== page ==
That performs a symmetric difference, and assumes that the original arrays have no duplicates. So it's not what I would have thought of first, but it works well for OP's one example. – ephemient Feb 22 '10 at 19:26
@ephemient: Right, the parallel would be to diff(1) which is also symmetric. Also, this script will work to find elements unique to any number of arrays simply by adding them to the list in the second line of the first version. I've added an edit which provides a version to handle duplicates in one array which don't appear in the other. – Dennis Williamson Feb 22 '10 at 21:02
Thanks A lot.. I was thinking if there was any obvious way of doing it.. If i am not aware of any command which would readily give the diff of 2 arrays.. Thanks for your support and help. I modified the code to read the diff of 2 files which was little easier to program – Kiran Feb 22 '10 at 23:21
Your 2nd snippet won't work, because > only works in (( ... )), not in [[ ... ]]; in the latter, it'd have to be -gt; however, since you probably meant >= rather than >, > should be replaced with -ge. To be explicit about what "symmetric" means in this context: the output is a single array containing values that are unique to either array. – mklement0 Jun 1 '14 at 5:16
@mklement0: > does work inside double square brackets, but lexically rather than numerically. Because of that, when comparing integers, double parentheses should be used - so you are correct in that regard. I've updated my answer accordingly. – Dennis Williamson Jun 1 '14 at 14:18
echo ${Array1[@]} ${Array2[@]} | tr ' ' '\n' | sort | uniq -u



You can add sorting if you need

share|improve this answer
He came in, he bossed it and he left. For anyone wondering how to save the value to an array, try this: Array3=(`echo ${Array1[@]} ${Array2[@]} | tr ' ' '\n' | sort | uniq -u `) – Anake Aug 22 at 12:33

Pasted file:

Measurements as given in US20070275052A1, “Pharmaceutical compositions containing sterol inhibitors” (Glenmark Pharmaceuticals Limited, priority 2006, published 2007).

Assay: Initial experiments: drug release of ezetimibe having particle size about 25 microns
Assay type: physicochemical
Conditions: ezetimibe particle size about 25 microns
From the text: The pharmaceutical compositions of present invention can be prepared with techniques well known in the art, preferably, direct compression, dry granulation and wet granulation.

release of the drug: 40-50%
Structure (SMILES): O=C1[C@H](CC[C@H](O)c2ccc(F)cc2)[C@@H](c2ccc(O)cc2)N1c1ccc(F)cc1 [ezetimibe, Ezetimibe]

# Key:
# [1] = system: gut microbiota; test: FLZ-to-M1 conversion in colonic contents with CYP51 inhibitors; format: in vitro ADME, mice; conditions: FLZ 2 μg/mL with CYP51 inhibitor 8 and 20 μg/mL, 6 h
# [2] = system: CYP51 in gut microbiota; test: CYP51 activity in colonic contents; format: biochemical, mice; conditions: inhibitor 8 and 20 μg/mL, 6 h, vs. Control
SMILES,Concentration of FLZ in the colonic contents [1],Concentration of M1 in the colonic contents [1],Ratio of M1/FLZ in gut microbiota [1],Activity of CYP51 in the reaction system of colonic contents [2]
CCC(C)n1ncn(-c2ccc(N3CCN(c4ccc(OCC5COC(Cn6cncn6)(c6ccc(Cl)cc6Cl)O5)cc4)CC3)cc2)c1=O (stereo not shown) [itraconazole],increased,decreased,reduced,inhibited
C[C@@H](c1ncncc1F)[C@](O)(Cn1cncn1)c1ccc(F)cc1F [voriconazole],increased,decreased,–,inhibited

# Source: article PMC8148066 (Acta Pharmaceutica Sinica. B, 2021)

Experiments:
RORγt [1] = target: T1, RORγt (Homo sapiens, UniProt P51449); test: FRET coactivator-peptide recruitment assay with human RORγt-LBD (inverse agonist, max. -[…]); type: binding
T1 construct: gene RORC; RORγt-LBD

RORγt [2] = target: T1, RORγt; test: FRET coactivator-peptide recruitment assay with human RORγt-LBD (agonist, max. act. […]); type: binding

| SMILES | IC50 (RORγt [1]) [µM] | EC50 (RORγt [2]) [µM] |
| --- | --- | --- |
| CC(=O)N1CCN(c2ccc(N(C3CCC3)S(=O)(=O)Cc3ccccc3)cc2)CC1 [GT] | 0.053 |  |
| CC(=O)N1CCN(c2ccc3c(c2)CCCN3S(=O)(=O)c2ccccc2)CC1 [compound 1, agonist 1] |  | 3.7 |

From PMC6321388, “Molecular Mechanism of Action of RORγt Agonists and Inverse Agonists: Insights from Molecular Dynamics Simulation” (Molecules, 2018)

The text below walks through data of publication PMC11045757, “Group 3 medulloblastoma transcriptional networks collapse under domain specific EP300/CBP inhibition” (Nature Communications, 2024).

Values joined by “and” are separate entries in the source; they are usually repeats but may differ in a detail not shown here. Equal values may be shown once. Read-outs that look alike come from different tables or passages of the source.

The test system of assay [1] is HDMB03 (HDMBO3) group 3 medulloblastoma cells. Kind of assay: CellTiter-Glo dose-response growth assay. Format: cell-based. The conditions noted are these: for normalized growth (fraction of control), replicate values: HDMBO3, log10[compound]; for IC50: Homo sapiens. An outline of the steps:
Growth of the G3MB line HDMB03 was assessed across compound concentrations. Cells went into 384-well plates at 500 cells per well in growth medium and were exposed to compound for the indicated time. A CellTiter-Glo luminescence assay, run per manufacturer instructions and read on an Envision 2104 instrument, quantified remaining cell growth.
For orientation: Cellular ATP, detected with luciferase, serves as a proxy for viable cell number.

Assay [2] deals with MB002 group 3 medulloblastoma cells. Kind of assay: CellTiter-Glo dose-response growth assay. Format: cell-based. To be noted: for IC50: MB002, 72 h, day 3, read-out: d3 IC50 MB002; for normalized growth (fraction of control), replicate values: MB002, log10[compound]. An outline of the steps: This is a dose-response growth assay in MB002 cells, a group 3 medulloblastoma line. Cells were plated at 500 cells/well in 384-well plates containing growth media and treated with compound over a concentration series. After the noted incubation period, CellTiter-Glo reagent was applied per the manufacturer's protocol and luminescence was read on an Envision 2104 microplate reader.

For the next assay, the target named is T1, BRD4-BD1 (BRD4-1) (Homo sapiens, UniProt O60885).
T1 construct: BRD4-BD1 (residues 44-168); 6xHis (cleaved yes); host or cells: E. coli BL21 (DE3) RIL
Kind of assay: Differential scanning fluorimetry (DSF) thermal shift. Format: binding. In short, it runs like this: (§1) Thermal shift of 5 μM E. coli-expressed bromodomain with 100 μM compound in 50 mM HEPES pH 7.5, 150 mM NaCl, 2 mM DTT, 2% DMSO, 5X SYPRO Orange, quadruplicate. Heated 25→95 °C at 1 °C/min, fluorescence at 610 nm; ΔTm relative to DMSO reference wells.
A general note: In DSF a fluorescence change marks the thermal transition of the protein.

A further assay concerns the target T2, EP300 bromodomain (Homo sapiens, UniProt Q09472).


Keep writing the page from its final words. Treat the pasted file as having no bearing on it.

This is what shell programming is about. Keep it simple, use the tools available. If you want to implement the other solutions, you can, but you may have an easier time using a more robust language. – DrewVS Aug 26 at 14:10
Array1=( "key1" "key2" "key3" "key4" "key5" "key6" "key7" "key8" "key9" "key10" )
Array2=( "key1" "key2" "key3" "key4" "key5" "key6" )
Array3=( "key1" "key2" "key3" "key4" "key5" "key6" "key11" )
a1=${Array1[@]};a2=${Array2[@]}; a3=${Array3[@]}
    awk -va1="$a1" -va2="$a2" '
       m= split(a1, A1," ")
       n= split(a2, t," ")
       for(i=1;i<=n;i++) { A2[t[i]] }
       for (i=1;i<=m;i++){
            if( ! (A1[i] in A2)  ){
                printf A1[i]" "
Array4=( $(diff "$a1" "$a2") )  #compare a1 against a2
echo "Array4: ${Array4[@]}"
Array4=( $(diff "$a3" "$a1") )  #compare a3 against a1
echo "Array4: ${Array4[@]}"


$ ./
Array4: key7 key8 key9 key10
Array4: key11
share|improve this answer
Thanks a lot.. Gave a very good insight on Shell Programming.. – Kiran Feb 23 '10 at 8:27

Your Answer


By posting your answer, you agree to the privacy policy and terms of service.

Not the answer you're looking for? Browse other questions tagged or ask your own question.